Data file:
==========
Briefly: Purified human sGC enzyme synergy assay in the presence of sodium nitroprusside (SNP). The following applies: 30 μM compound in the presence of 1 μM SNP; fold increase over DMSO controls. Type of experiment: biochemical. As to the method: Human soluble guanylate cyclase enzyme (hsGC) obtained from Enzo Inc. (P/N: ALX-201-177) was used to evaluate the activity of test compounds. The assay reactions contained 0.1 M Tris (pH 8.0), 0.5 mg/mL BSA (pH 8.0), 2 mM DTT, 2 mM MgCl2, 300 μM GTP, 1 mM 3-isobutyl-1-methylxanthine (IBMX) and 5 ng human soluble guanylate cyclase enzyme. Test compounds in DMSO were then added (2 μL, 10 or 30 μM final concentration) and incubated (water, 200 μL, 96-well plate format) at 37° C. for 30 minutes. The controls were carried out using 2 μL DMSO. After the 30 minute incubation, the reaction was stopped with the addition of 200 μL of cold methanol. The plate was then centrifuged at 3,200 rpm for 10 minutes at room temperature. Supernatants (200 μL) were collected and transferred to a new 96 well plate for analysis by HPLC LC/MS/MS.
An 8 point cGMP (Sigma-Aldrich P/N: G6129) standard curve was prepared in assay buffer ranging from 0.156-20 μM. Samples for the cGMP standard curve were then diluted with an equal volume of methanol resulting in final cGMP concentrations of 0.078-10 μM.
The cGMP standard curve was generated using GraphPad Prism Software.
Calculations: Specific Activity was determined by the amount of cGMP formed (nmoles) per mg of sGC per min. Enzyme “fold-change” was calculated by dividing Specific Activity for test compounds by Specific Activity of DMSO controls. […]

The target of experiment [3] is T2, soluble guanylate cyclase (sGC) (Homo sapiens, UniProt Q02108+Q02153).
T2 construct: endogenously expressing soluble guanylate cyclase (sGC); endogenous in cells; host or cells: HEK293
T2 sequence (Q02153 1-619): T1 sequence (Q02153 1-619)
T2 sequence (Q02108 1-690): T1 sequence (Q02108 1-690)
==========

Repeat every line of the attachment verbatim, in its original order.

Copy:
Briefly: Purified human sGC enzyme synergy assay in the presence of sodium nitroprusside (SNP). The following applies: 30 μM compound in the presence of 1 μM SNP; fold increase over DMSO controls. Type of experiment: biochemical. As to the method: Human soluble guanylate cyclase enzyme (hsGC) obtained from Enzo Inc. (P/N: ALX-201-177) was used to evaluate the activity of test compounds. The assay reactions contained 0.1 M Tris (pH 8.0), 0.5 mg/mL BSA (pH 8.0), 2 mM DTT, 2 mM MgCl2, 300 μM GTP, 1 mM 3-isobutyl-1-methylxanthine (IBMX) and 5 ng human soluble guanylate cyclase enzyme. Test compounds in DMSO were then added (2 μL, 10 or 30 μM final concentration) and incubated (water, 200 μL, 96-well plate format) at 37° C. for 30 minutes. The controls were carried out using 2 μL DMSO. After the 30 minute incubation, the reaction was stopped with the addition of 200 μL of cold methanol. The plate was then centrifuged at 3,200 rpm for 10 minutes at room temperature. Supernatants (200 μL) were collected and transferred to a new 96 well plate for analysis by HPLC LC/MS/MS.
An 8 point cGMP (Sigma-Aldrich P/N: G6129) standard curve was prepared in assay buffer ranging from 0.156-20 μM. Samples for the cGMP standard curve were then diluted with an equal volume of methanol resulting in final cGMP concentrations of 0.078-10 μM.
The cGMP standard curve was generated using GraphPad Prism Software.
Calculations: Specific Activity was determined by the amount of cGMP formed (nmoles) per mg of sGC per min. Enzyme “fold-change” was calculated by dividing Specific Activity for test compounds by Specific Activity of DMSO controls. […]

The target of experiment [3] is T2, soluble guanylate cyclase (sGC) (Homo sapiens, UniProt Q02108+Q02153).
T2 construct: endogenously expressing soluble guanylate cyclase (sGC); endogenous in cells; host or cells: HEK293
T2 sequence (Q02153 1-619): T1 sequence (Q02153 1-619)
T2 sequence (Q02108 1-690): T1 sequence (Q02108 1-690)